London — Petrochemical buyers in Europe are beginning to crack propane overnaphtha, reversing a seasonal pattern that has typically seen propane attractfeedstock buying in the summer rather than winter months.
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That decline has been driven by a ballooning "pro-nap" spread -- thediscount of the large propane cargo market to the large naphtha cargo market-- the measure used to track propane's attractiveness as an alternativefeedstock.
On Thursday, the propane CIF NWE large cargo market sunk to a $83.25/mtdiscount to the naphtha CIF ARA cargo market, the widest discount since May 3,2017.
The spread began to widen in mid-December, when expectations of an influxof propane product into Europe and a patchy winter heating season helpedpropane weaken even faster than naphtha.
"I think there will be extra propane cracking in Europe and Asia, [weare] starting to see some additional propane cargoes committed to cracking at[the] expense of naphtha," said a market source.
"It looks like we have switching demand all the way up to [propane at]minus $20/mt [to naphtha] and maybe beyond for some," said another sourceactive in the petrochemical market.
That push to switch from propane from naphtha has also been encouraged bymore attractive margins for lighter feedstocks versus heavier ones, accordingto a market source in the LPG market.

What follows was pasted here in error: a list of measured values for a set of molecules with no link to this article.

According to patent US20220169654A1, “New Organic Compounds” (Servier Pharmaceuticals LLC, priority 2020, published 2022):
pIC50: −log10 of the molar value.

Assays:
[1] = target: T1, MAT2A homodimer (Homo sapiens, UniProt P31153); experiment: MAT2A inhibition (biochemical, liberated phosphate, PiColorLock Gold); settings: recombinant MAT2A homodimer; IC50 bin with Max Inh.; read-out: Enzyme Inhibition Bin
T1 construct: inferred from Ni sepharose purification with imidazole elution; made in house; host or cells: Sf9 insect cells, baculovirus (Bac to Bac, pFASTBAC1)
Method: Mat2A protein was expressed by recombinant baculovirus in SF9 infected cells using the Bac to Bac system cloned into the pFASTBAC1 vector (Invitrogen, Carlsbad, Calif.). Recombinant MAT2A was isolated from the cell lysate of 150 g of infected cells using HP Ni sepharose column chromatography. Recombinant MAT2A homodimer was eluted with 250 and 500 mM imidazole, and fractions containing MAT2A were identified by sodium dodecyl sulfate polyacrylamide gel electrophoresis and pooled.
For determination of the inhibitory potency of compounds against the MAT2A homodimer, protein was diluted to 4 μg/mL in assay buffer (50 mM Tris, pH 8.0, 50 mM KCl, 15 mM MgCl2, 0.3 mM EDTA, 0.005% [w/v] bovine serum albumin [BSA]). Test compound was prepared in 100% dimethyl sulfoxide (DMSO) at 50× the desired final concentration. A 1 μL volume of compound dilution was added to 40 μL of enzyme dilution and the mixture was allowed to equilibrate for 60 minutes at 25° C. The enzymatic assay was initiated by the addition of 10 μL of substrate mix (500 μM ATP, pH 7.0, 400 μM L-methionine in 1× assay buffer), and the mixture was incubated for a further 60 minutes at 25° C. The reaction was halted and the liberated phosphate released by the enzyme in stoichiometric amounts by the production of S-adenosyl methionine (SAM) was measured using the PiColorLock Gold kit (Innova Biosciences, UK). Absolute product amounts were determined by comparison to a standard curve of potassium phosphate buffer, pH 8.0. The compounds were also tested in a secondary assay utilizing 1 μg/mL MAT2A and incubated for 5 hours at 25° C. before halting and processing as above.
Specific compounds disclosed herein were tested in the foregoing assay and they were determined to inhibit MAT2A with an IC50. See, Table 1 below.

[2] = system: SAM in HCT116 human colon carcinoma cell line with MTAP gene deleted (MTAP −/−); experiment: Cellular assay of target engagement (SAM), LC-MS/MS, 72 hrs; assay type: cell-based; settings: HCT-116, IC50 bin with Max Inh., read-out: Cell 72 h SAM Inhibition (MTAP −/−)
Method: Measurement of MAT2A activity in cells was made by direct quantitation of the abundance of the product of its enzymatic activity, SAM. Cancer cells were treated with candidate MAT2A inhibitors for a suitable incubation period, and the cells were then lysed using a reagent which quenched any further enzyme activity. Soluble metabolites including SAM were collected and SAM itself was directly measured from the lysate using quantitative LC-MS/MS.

Ethane is the "lightest" feedstock, followed by propane, butane, naphthaand gas oil. Cracking lighter feedstocks yields more ethylene and lesspropylene, butadiene and pygas. For example, cracking 1 mt of propane produces0.4 mt of ethylene, whereas 1 mt of naphtha will produce 0.3 mt of ethylene.
Ethylene was at an 11-week high this week, though the most recentlymonthly contract settled at a rollover.
The incentive to switch to propane is unusual mainly because it typicallyoccurs in the spring, when heating demand tails off, leaving prices sinkinglow enough relative to naphtha to become an attractive alternative throughoutthe summer months.
This year, that trend has been reversed, with propane rising againstnaphtha in mid-summer 2017, moving parity to naphtha for the first time inAugust. That was driven almost entirely by supply constraints, with the closedarbitrage from the US Gulf Coast to Europe restricting the flow of inboundproduct, while demand was limited to just one major buyer on the petchemmarket.
By this winter, meanwhile, mild winter demand in Germany and other majorEuropean consumer markets had failed to meet market expectations, whileinbound market product increased, pushing propane down to a discount typicallyseen in the summer months.